Major meat processing companies often like to claim that they are forced to use overseas visa workers at their plants because locals simply “don’t want to work”. This claim has been repeated so often that even politicians who should know better, like Australia’s own Deputy Prime Minister Barnaby Joyce, have accepted it as truth.
But it’s not.
Here at the AMIEU, we know that local Australians are actually desperate for work — as the skyrocketing youth unemployment rate in regional Australia shows. In 2015 we set out to prove it, spending three days walking up and down the streets of Tamworth in NSW, collecting signatures and asking locals if they wanted a job at one of the three major meat works in the area.
During those three days, we spoke to hundreds of locals and — just as we suspected — plenty of them were willing and eager to work. We heard from one young man who spent 11 and-a-half months on a Certificate II traineeship in meat processing, only to be laid off with two weeks to go. Another young woman told us that she had applied to Baiada in Tamworth multiple times and been through the induction process, but not ever given a job.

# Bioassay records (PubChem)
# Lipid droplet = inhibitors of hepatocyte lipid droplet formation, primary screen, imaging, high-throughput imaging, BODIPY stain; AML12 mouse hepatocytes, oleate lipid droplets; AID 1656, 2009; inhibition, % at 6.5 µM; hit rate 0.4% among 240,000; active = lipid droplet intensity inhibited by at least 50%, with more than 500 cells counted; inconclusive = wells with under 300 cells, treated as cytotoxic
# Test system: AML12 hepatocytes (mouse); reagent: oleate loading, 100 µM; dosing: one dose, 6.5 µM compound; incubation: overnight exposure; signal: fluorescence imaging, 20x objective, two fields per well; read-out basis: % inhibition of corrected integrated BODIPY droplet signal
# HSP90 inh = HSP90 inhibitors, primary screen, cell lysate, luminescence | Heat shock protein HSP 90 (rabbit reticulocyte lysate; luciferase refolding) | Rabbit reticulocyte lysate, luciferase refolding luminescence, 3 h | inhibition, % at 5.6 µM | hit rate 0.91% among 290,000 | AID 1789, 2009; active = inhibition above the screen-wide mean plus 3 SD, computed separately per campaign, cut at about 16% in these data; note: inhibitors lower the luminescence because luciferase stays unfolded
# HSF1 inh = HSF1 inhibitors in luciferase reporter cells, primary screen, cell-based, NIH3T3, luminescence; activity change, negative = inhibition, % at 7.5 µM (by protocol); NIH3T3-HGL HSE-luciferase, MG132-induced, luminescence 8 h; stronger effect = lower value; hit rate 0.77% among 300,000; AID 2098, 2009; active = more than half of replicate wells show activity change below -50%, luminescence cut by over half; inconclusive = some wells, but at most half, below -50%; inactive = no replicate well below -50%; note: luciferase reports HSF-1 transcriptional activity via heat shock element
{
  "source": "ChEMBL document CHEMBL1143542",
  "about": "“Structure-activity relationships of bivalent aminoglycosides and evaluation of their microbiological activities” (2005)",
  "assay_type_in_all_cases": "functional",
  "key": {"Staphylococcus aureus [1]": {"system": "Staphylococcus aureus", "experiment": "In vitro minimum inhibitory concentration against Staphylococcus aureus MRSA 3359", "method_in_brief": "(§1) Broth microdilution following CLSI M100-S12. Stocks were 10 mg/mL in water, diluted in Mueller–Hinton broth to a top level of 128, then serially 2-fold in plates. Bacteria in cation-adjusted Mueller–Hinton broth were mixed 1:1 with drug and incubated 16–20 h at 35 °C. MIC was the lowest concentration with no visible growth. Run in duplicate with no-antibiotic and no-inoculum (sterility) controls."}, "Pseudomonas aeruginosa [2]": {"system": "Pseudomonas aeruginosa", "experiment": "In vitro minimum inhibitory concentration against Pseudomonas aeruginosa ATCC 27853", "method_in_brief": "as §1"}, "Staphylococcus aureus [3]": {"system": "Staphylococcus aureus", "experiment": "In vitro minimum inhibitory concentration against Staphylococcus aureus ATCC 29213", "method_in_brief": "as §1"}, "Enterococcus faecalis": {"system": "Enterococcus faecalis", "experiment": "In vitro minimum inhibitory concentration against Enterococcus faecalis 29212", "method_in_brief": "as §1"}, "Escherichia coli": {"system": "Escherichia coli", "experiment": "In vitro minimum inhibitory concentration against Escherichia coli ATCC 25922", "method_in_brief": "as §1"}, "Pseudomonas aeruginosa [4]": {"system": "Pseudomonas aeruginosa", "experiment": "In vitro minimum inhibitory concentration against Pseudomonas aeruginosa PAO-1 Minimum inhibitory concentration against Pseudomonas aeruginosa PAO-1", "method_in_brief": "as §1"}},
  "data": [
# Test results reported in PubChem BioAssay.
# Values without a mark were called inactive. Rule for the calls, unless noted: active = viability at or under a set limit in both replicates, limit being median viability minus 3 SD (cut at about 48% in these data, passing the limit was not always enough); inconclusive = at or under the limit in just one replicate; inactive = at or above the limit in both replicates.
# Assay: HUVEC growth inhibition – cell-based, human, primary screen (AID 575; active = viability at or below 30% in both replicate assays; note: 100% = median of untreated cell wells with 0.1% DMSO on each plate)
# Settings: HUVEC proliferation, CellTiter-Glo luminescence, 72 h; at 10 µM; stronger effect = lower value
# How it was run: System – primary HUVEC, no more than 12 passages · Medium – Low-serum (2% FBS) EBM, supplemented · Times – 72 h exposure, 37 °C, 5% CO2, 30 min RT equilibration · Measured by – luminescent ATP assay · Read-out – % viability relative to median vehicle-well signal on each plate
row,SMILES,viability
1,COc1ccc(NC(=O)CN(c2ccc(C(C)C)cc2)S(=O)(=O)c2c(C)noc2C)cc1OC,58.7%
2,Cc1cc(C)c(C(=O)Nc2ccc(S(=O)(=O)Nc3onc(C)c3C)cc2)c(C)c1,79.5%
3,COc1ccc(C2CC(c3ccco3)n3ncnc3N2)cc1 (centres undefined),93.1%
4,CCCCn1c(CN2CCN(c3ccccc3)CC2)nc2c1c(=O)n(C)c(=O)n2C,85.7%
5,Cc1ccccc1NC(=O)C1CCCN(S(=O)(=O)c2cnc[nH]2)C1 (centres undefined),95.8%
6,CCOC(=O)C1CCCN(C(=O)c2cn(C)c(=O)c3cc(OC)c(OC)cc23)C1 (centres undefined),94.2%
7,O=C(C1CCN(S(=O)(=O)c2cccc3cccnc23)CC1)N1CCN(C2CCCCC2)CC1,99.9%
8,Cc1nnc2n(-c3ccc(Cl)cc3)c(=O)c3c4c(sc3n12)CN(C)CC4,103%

At the AMIEU we naturally support the use of international workers when a genuine shortage exists. However, many meat processing companies turn to international workers as their first choice simply because they can afford to pay them less and exploit them more (something we know all about from our work exposing international worker exploitation at Baiada).
It was clear to us that local young women and men simply were not getting a start, despite overwhelming evidence that they are ready and willing to work. Many of the young people we spoke to told us they felt “hopeless” about the prospect of ever getting a job and would “take anything” — but they knew it was no use applying at the abattoirs because they would get knocked back.
After these three days we had collected more than 100 signatures including names and addresses of local Tamworth youth who were keen to work at the abattoirs, showing conclusively that any meat processor who “couldn’t find locals willing to work” was lying. Thanks to our efforts, 15 of those locals were immediately given a start at Baiada in Tamworth and another dozen more were later brought on.
We continue to fight for local employment in Tamworth, campaigning outside Barnaby Joyce’s office in the leadup to the 2016 Federal Election to bring attention to the issue and make Barnaby Joyce answer for the outrageous youth unemployment figures in his own electorate.
This is what we mean when we demand politicians force corporations to undertake independent local labour market testing. Major companies will always have an incentive to prefer cheap, exploitable labour over local workers — but this must not be allowed to continue.